Tag Archives: travel

Cauliflower salad with spinach yogurt

I have discovered a new favourite vegetable: roasted cauliflower. And not just in winter, but in summer salads. This is a warm salad with gentle Indian spices and a cooling spinach yogurt.

Serves 4-6
2 heads of cauliflower, broken into florets
1 tbsp ground cumin
3-5 tbsp extra virgin olive oil
300g puy lentils, rinsed
1 bay leaf
1 garlic clove, finely chopped
2 tsp ground coriander
1 tsp paprika
15g fresh coriander leaves, chopped [I used parsley]
15g mint leaves
3 tbsp flaked almonds, toasted
Sea salt
Black pepper
For the spinach yogurt:-
1 tsp capers, rinsed and finely chopped
375g natural Greek yogurt
15g mint leaves, finely sliced
100ml extra virgin olive oil
Juice of ½ lemon
Sea salt
Black pepper
100g baby spinach leaves, washed and finely chopped

Preheat the oven to 200°C/gas 6.

Place the cauliflower florets on a large baking tray and sprinkle over the cumin. Drizzle over 1-2 tbsp oil and mix well. Season with salt and pepper. Roast for 25-30 minutes until golden.  Meanwhile, bring a saucepan of water to a boil. Add the lentils and bay leaf. Cook for 20-25 minutes until the lentils are just tender. Drain.

Make the spinach yogurt: whizz together the spinach, capers, yogurt, mint and olive oil in a food processor. Squeeze over the lemon juice, season well with salt and pepper.

Fry the lentils: Heat 1 tbsp oil in a frying pan. Add the garlic, chopped coriander, paprika and cooked lentils. Season well with salt and sauté over a medium-high heat, shaking the pan to move the lentils around. Fry until the lentils are slightly crispy. To serve: spread the spinach yogurt onto a serving platter. Combine the roasted cauliflower with the fried lentils and herbs, drizzle with olive oil, season again to taste. Spoon the cauliflower mixture over the yogurt, and top with the toasted flaked almonds. If you like this, try:-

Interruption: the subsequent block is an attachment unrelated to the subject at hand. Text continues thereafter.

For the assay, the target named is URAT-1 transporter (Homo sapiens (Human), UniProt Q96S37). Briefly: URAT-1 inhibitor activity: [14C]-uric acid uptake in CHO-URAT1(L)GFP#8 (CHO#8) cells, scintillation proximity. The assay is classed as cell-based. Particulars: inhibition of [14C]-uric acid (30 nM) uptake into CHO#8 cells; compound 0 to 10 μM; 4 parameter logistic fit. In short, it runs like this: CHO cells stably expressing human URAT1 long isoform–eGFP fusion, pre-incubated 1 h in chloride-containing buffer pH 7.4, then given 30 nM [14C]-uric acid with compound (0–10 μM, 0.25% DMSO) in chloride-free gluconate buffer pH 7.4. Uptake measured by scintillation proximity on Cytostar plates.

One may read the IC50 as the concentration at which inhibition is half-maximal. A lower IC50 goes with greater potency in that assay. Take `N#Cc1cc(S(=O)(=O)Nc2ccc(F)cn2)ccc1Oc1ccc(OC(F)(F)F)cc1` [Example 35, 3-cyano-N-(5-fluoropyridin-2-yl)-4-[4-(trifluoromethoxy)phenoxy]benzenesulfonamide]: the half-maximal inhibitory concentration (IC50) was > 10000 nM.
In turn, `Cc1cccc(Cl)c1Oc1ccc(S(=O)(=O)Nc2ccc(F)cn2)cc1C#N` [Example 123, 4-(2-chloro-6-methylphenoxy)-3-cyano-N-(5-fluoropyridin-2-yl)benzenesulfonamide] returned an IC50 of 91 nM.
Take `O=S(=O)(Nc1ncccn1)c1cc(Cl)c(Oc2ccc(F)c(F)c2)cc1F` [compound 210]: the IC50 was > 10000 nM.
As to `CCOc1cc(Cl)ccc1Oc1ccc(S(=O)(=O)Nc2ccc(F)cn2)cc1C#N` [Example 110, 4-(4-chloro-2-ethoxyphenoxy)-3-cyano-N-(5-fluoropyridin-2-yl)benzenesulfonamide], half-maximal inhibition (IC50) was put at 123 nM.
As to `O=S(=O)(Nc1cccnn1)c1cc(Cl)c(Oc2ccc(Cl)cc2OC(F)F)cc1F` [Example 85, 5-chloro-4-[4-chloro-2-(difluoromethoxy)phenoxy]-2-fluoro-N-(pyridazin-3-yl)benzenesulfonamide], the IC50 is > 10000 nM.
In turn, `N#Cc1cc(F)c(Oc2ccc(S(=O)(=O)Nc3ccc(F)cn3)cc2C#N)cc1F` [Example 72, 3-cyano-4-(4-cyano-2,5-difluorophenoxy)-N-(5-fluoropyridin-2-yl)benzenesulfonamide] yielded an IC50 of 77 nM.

Mustardy Salmon Salad
Linguine with Broad Beans
Roasted Cauliflower Salad

5 to remember
suave – gentle
indio – Indian
las especias – the spices
una llovizna de – a drizzle of
servir – to serve

 

This recipe is from Neighbourhood: Salads, Sweets and Stories from Home and Abroad by Hetty McKinnon [UK: Shambhala]

And if you’d like to tweet a link to THIS post, here’s my suggested tweet:
Cauliflower & spinach: a warm spicy salad #Spain #Recipe by @hettymckinnon via @Spanish_Valley http://wp.me/p3dYp6-25j

Green shadows

In the height of summer, even the shadows here are green as the light seems to reflect the green of the hills and trees which surround us. The word sombra doesn’t just mean shadow, as in the dark area produced when an object comes between the rays of the sun and a surface. It also means the desired seat at a festival or concert, seats shaded from the full heat of the sun are always the most expensive. In the old bullrings, you will see signs for ‘Sol’ or ‘Sombra’. Here our gardening tasks are punctuated by frequent sojourns seated in the sombra of our big walnut tree, time to catch our breath and eat a slice of watermelon.

5 to remember
la sombra – the shadow/the shade
los rayos del sol – the rays of the sun
el más caro – the most expensive
una tarea – a task
una rebanada de – a slice of

And if you’d like to tweet a link to THIS post, here’s my suggested tweet:
Green shadows: summer in the #hiddenvalley #Spain via @Spanish_Valley http://wp.me/p3dYp6-22x

Thin lemon and pistachio biscuits